UNITED NATIONS (AP) — Secretary-General Antonio Guterres is strongly urging all countries to implement a U.N. arms embargo against Libya, saying illegal weapons transfers by land, sea and air are fueling the current fighting in the oil-rich country.
Guterres made the appeal in a report circulated Monday ahead of the U.N. Security Council’s unanimous approval of a resolution authorizing the inspection of vessels on the high seas headed to or from Libya for another year to enforce the arms embargo.
The European Union’s Operation Sophia has been the only regional naval operation carrying out inspections. While the EU in March extended that operation’s mandate until Sept. 30, it suspended deployment of ships, saying that it instead would send more planes to monitor the area.
Italy commands Operation Sophia, but the populist government in Rome refuses to allow its ships or rescue vessels from aid groups that rescue migrants to disembark in Italian ports. The EU move on suspending the naval mission was widely viewed as being aimed at easing tensions with Italy’s anti-migrant government.
Guterres noted that U.N. experts monitoring the arms embargo, individual countries and regional organizations “have all reported on illicit transfers of arms and related materiel into and out of Libya.”
Implementing all measures related to the arms embargo is “of immediate importance in de-escalating the current situation” and is “of critical importance to the protection of civilians and the restoration of security and stability in Libya and the region,” the secretary-general said.
Civil war in Libya in 2011 toppled and later killed longtime dictator Moammar Gadhafi.
The chaos that followed resulted in a divided country, with a U.N.-aligned, but weak administration in the capital of Tripoli overseeing the country’s west and a rival government in the east aligned with the self-styled Libyan National Army led by Field Marshal Khalifa Hifter. Each is backed by an array of militias and armed groups fighting over resources and territory.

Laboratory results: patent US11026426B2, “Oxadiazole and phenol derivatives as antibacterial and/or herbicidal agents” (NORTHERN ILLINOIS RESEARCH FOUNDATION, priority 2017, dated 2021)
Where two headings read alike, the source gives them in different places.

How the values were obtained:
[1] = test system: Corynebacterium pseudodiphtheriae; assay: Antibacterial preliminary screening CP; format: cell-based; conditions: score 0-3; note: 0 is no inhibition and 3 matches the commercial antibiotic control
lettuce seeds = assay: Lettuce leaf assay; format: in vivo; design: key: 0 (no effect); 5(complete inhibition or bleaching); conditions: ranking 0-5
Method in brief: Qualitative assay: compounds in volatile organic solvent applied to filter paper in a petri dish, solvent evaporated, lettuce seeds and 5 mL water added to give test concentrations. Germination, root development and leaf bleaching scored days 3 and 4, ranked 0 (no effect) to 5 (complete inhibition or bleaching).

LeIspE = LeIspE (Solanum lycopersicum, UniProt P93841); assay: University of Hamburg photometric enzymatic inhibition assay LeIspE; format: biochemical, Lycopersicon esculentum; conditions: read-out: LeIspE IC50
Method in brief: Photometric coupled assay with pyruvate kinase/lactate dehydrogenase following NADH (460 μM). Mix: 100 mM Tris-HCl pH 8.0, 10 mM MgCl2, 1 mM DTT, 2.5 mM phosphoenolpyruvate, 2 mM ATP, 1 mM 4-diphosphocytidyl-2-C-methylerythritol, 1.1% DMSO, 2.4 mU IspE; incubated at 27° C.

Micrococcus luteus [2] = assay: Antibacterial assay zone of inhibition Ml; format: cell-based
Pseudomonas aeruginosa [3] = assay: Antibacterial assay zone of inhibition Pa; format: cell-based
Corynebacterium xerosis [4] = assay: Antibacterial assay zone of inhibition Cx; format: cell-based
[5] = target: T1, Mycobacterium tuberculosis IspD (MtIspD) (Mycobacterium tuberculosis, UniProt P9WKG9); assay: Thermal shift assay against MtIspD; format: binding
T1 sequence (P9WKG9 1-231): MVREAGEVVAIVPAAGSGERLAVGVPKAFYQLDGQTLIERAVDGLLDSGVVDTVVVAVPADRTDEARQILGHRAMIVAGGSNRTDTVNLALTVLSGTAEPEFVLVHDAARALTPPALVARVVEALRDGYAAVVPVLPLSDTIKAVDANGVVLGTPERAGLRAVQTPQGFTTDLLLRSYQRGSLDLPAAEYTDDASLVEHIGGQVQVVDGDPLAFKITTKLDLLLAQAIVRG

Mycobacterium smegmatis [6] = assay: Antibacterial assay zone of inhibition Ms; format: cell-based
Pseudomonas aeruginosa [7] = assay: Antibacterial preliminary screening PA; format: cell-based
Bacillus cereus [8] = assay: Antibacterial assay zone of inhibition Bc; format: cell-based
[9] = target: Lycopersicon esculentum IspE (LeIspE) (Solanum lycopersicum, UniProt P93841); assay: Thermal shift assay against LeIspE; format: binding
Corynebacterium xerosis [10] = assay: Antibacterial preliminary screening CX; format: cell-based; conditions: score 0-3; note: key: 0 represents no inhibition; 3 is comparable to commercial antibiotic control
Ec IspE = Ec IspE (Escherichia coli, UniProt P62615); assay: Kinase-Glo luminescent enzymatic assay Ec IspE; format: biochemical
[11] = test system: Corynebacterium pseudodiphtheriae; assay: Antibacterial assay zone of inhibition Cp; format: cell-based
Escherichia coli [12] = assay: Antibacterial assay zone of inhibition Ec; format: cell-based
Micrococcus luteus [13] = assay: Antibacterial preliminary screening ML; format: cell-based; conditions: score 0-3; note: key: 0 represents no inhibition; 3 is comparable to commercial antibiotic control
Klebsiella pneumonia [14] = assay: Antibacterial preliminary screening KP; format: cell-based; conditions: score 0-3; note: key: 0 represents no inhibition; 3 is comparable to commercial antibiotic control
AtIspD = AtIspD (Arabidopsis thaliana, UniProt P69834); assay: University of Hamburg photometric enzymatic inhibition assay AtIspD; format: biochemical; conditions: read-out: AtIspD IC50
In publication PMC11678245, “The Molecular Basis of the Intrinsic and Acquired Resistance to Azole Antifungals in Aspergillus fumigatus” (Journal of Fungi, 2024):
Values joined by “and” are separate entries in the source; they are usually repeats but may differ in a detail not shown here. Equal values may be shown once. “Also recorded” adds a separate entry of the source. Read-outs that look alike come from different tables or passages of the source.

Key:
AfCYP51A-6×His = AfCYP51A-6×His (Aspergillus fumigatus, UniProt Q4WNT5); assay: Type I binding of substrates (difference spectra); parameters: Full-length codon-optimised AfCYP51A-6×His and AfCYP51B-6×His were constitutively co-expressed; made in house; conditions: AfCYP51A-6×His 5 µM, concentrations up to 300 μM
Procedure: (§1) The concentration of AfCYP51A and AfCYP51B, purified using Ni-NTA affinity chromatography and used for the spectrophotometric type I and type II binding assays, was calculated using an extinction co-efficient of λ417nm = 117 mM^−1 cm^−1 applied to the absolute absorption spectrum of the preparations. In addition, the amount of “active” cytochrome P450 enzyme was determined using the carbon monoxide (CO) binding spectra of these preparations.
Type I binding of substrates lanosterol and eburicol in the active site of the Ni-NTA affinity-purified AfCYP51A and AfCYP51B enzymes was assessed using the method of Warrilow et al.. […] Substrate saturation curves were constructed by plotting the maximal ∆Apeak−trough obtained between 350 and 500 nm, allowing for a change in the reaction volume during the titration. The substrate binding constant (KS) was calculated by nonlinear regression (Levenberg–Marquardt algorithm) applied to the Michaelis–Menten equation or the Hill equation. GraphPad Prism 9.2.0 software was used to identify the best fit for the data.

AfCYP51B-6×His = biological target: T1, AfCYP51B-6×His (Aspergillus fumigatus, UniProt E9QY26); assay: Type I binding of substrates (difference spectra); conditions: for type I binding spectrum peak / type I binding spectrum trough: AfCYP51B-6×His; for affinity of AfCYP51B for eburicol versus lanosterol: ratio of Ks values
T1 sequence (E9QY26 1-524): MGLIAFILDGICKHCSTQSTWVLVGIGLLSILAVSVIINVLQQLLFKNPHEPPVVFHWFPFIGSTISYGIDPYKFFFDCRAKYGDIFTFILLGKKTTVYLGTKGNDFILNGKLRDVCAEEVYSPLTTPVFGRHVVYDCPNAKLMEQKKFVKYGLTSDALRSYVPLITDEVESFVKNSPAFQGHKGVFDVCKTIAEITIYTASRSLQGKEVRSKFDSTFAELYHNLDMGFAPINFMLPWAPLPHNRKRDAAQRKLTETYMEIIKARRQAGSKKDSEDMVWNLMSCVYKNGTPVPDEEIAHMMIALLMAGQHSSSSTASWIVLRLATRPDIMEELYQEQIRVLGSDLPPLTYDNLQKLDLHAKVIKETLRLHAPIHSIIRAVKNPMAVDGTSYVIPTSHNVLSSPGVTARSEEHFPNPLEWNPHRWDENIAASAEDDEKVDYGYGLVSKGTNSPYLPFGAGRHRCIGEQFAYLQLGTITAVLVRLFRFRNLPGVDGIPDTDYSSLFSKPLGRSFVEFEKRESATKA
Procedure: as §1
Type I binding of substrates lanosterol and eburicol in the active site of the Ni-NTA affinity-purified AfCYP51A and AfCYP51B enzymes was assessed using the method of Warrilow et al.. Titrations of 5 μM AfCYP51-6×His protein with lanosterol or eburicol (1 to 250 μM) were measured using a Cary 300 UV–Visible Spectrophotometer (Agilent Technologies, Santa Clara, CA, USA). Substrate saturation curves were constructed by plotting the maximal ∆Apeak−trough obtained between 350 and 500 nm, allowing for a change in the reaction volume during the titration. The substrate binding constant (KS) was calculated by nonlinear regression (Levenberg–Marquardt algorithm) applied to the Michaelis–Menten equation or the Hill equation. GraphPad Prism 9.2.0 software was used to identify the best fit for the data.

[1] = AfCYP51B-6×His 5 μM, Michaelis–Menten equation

Hifter launched a military offensive in early April aimed at taking Tripoli despite commitments to move toward elections in the North African country. Clashes receded during last month’s start of the Muslim holy month of Ramadan but later intensified.
Britain’s political director, Stephen Hickey, whose country sponsored the U.N. resolution, expressed deep concern after the vote at “the now protracted and escalating conflict” which has led to a deteriorating security and humanitarian situation in Libya.
“Any arms entering Libya will only escalate the conflict and lessen the prospects for a cease-fire,” Hickey told the Security Council. “Respecting the arms embargo is only one part of the solution in Libya which requires a full political dialogue and reconciliation.”
Britain, Belgium, France, Germany, South Africa, Ivory Coast and Indonesia reiterated calls for a cease-fire and return to U.N.-led political talks.
South African Ambassador Jerry Matjila said that “it is two months since the crisis started in Libya without any respect for this council’s calls for a cease-fire by all parties to the conflict,” which he said is being “fueled by the constant supply of arms.”
Matjila and Ivory Coast Ambassador Kacou Adom expressed concern at Operation Sophia’s suspension of the naval operation. Adom called on countries to immediately make available equipment for the operation “in order to ensure it can be more effective.”
Germany’s deputy U.N. ambassador, Juergen Schulz, backed U.N. calls for all countries to implement the arms embargo, saying in the current environment it is “more important than ever.”
“A seemingly unlimited arms supply fuels the erroneous belief in a military solution to the conflict and contributes to the unwillingness of actors on the ground to agree to a cease-fire” and resume the U.N.-led political process, Schulz said.